Have you ever looked up a word in the dictionary, found your word and then read the definitions of about thirty or forty words after that just for the hell of it? Well I’ve never done it and if you have you need to take up a hobby or get a dog or something. I don’t even own a dictionary anymore.
But it did kind of happen to me the other day on the computer.
I was doing some research on wine and for the life of me I couldn’t remember how you spell “Sommelier”. I had an “A” where the “E” was or something went haywire. When you type in the word on the search a bunch of similar spellings come up as well and soon I found, sommelier, semolina Somalia, the river Somme even Elke Sommer who was a hot babe back in the day.
So to advance this column in to the world of continuous education, let’s lump these “Som…” words together, give a brief description of each word and then tie it all in with a recipe or two. Sound cool? I thought so.
Let’s start with “Semolina” Not to be confused with Somalia, semolina is purified drum wheat used in making pasta. Boiled semolina turns into porridge or Cream of Wheat. The flour is quite popular in West Africa and that’s where we tie in Somaliland cuisine.
Somali cuisine is pretty regionalized but there a few fusion dishes that are prevalent throughout Somalia, Yemen, Ethiopia and the Middle East. You may have heard of some of these dishes at your local Somali restaurant or bistro. Sabaayad, Lahoh, Injera or ful Medames come to mind. Somali cooking is spicy but using flavors from the land blend tastes and sensations that are unique. Somalia is not just about pirates any more.
3 Cups Semolina Flour
1 ½ Cups Water
1/2 Se Salt
2 Tbs. Olive Oil
Combine the flour, oil and salt in deep bowl; add the water gently using your fingers Knead the dough until it turns very smooth for 5 to 10 minutes.
Brush with oil, cover and set aside for half an hour.
Divide the dough into 8 large balls. On a lightly floured surface, roll each piece into a rough circle about 8 inches in diameter.
Brush oil on one side of the Sabaayad and spread evenly fold to edges in to meet center fold, fold the other edges in, you should now have a square fold, set a side. Finish until you have applied the same method to all the pieces.
Again on a floured surface roll each piece out into a circle and place it on a hot griddle over medium heat.
Fry the Sabaayad one at a time with little oil, turning them once each side is golden brown.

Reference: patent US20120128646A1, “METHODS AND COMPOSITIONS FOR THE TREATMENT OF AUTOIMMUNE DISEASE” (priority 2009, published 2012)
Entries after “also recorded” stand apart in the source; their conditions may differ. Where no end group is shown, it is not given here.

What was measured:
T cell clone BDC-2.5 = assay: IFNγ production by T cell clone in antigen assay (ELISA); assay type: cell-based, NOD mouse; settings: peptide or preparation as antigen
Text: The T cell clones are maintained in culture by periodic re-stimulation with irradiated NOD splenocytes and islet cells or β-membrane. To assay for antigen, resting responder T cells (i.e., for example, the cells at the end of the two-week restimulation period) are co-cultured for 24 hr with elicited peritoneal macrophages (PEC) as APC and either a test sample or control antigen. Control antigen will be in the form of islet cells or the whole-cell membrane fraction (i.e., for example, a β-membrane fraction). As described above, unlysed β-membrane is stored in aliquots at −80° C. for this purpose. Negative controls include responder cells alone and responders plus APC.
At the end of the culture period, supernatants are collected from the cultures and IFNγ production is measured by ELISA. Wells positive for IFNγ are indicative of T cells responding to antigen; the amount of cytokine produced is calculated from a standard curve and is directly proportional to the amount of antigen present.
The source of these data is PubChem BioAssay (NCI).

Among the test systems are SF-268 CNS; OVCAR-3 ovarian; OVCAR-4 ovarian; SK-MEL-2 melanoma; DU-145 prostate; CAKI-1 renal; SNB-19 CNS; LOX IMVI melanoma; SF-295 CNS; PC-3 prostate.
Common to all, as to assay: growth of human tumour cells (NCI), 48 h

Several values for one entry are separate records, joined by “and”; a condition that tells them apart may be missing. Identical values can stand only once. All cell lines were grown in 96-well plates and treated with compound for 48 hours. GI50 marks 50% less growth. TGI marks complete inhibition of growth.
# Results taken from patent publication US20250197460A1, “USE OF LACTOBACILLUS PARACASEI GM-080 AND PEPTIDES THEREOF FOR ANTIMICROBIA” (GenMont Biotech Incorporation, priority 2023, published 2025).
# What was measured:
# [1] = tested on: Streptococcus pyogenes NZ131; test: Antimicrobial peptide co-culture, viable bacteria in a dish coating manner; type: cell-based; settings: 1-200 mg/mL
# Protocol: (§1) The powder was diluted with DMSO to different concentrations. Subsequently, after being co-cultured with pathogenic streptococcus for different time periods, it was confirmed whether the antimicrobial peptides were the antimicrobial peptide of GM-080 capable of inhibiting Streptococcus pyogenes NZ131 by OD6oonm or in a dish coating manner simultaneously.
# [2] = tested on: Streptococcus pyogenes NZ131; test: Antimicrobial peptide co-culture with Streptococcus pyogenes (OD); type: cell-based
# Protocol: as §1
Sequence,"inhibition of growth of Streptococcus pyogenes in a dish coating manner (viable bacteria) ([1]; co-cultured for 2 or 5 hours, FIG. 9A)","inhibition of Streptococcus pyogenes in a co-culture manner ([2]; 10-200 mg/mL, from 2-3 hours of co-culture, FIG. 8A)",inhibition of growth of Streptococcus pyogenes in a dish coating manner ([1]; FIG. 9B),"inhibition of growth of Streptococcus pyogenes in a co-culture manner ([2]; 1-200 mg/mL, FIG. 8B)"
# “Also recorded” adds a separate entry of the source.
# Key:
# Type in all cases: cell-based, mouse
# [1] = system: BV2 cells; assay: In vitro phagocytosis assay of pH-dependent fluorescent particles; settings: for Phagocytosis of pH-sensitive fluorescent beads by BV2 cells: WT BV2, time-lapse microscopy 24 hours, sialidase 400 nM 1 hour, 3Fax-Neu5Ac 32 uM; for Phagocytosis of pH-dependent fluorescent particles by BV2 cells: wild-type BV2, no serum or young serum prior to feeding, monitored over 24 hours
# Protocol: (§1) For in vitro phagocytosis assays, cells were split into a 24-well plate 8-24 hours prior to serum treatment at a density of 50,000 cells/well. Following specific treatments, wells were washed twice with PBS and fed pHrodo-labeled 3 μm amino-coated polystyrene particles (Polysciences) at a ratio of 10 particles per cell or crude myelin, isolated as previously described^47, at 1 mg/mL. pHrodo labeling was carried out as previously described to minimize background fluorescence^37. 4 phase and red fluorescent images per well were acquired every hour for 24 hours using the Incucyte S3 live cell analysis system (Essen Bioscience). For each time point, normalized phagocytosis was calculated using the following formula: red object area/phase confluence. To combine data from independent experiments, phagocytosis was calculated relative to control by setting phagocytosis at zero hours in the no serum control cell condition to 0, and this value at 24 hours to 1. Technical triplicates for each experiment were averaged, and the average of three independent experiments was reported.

The Sabaayad will puff slightly and become crisp and brown. Drain the sabaayad on paper towels and serve warm.
This flavorful Somali flatbread should be accompanied by a generous white wine such as a Vouvray, Marsanne or a Viognier, such as a Napa Valley 2012 Freemark Abbey.
So this where the sommelier comes in speaking of wine.
A sommelier is a trained wine professional working in a fancy fru fru high end restaurant.
This is the guy walking around the dining room in a tuxedo with a silver slurping spoon on a chain hanging from his neck. They usually have funny accents and are a bit condescending. Their most important duties are in the areas of wine procurement, wine storage, cellar rotation, and expert service to wine consumers.
Warning, bad interaction with a wine steward can result in over=priced wine, wine that has turned to vinegar or even a loogey in the bottle so be nice.
Most sommeliers are either French or French trained. This brings us to the River Somme which happens to be located in France. Huh. Coincidence? I think not.
The Somme region in Northern France is the site of the famed WWI battle. It was a four-month long battle that was among the largest and bloodiest battles of WWI. Known as La Bataille de la Somme, the battle turned the tide of the war toward the British and French armies.
Speaking of Germany, a hot blonde actress by the name of Elke Sommer hails from there and if you remember such movies as “S Shot in the Dark” with Peter Sellers or “The Art of Love” with James Garner, you know who I’m talking about. Thick accent, great breasts, she has been an international sex symbol since 1959.
ELKE SOMMER’S CHRISTMAS STOLLEN
1 Pkg. Active Yeast
4 Tbs. Warm Water
¾ Cup Warm Milk
4 Tbs. Sugar
1 Tsp. Salt
4 Tbs. Butter
4 Tbs. Chopped Walnuts
1 Cup Raisins
3 ½ Cups Flour
¾ Cup Powdered Sugar
4 Tbs. Toasted Slivered Almonds
4 Tbs. Each, Grated Lemon and Orange Peel
2 Tbs. Melted Butter
1 Tbs. Milk
Make two or three days before serving. In medium bowl, dissolve yeast in water. Stir in lukewarm milk, granulated sugar, salt, egg and butter.
Next, stir in slivered almonds, chopped walnuts, lemon peel, orange peel, raisins, and 1 & 1/2 cups flour. Mix with spoon until smooth. Mix in enough of remaining flour to handle easily.
Turn onto lightly floured board. Knead until smooth and elastic, about 5 minutes. Put in greased bowl; brush top with melted butter and cover with towel. Let rise in warm place until doubled, about 1 & 1/2 hours.
Roll or pat dough into 12″ by 8″ oval. Spread with melted butter. Fold in two lengthwise into crescent. Press edges firm enough to hold together place on a greased sheet. Brush top with remaining melted butter. Let rise until doubled 35-45 minutes.
Heat oven to 375degrees.
When loaf has doubled, bake 30-35 minutes or until golden brown and done. Frost, while still warm, with confectioner’s sugar. Let frosting drip down sides of loaf. Decorate with glazed cherries and sliced almonds, if desired.
Tomorrow we will cover “D’s” and ‘Y’s”.
For extra credit, view the video and slideshow.